People formed human chains to rescue victims, a black man (sent via Chik-fil-A) rescued an elderly white woman from her home on a jet-ski, driving it right out of her flooded living room. Some of the people helping were rich, others clearly were not. Likewise those they helped. The photos of rescuers and rescued show the kind of wide-ranging diversity that our colleges and corporations aspire to, but usually fail to deliver.
Asked what he was going to do as he prepared his boat, a Texas man responded, “I’m gonna try to save some lives.” A report from Agence France Presse said it best: “In Devastated Houston ‘Nobody Hates Anybody’ As People Come Together.”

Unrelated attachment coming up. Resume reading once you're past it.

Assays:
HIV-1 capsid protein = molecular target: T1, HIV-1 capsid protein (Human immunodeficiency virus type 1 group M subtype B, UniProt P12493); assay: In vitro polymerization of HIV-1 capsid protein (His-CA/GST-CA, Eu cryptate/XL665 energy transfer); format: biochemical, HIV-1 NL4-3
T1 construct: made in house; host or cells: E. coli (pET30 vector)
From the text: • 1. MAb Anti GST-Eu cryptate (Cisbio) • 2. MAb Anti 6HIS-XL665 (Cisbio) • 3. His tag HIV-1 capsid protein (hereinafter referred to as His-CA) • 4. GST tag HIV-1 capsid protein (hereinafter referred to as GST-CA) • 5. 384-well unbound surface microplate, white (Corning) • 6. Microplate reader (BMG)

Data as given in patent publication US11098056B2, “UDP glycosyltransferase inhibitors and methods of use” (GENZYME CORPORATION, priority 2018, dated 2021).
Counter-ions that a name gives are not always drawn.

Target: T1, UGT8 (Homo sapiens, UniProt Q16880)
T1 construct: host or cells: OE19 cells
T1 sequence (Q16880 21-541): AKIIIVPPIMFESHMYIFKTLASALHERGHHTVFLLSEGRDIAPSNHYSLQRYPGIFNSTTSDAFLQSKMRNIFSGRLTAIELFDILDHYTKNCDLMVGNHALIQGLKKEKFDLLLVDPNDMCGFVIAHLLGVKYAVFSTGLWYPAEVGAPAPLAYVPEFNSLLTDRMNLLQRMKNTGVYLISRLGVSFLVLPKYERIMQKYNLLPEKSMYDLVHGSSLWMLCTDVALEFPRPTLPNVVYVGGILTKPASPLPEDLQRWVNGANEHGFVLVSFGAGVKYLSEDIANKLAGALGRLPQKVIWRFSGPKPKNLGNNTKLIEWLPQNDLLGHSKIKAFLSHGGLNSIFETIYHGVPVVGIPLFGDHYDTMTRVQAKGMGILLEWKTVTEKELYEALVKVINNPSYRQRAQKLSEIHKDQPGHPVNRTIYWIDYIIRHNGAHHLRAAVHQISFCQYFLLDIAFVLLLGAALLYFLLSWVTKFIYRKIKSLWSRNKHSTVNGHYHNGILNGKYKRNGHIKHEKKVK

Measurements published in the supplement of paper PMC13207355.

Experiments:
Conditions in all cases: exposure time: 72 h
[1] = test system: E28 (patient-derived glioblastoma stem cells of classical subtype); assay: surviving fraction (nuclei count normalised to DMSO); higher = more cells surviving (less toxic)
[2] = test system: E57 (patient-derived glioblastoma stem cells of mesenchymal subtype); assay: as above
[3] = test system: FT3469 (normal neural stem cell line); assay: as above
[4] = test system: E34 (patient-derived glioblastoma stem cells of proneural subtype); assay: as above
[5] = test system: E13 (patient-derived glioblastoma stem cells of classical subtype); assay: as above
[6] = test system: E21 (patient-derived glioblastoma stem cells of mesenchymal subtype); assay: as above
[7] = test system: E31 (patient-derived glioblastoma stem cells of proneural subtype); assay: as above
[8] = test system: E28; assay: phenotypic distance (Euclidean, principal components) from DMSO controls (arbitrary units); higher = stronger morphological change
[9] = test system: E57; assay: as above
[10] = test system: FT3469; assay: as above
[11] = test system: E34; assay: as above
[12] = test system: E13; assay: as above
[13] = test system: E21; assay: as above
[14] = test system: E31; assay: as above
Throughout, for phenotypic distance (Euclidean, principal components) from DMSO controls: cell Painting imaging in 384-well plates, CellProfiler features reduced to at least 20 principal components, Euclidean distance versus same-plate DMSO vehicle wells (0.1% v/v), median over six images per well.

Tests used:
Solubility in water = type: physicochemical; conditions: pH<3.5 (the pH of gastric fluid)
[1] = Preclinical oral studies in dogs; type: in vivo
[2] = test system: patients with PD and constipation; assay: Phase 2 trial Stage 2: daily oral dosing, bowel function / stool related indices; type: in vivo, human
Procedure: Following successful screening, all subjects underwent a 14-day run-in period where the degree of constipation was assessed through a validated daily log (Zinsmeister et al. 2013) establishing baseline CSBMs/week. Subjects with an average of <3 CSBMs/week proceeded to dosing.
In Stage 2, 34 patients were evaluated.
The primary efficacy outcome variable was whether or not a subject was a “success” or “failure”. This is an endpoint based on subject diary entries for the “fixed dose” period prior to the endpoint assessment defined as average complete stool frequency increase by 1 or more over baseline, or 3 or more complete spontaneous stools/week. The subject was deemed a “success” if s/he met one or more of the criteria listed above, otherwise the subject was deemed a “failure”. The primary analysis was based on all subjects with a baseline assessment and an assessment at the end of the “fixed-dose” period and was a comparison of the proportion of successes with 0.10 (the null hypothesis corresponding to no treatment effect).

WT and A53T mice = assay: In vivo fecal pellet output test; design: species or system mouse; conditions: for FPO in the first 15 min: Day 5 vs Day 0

That’s the real America, the one that emerges in crisis. In the aftermath of the 9/11 attacks, yachtsmen, ferrymen, fishermen and ordinary citizens in pleasure boats collaborated — without being told what to do by the government or media, in what one publication called an American “Dunkirk,” evacuating people from Manhattan and bringing critically needed suppies in. They provided the logistical core of relief efforts in lower Manhattan until the federal government took over — four days later.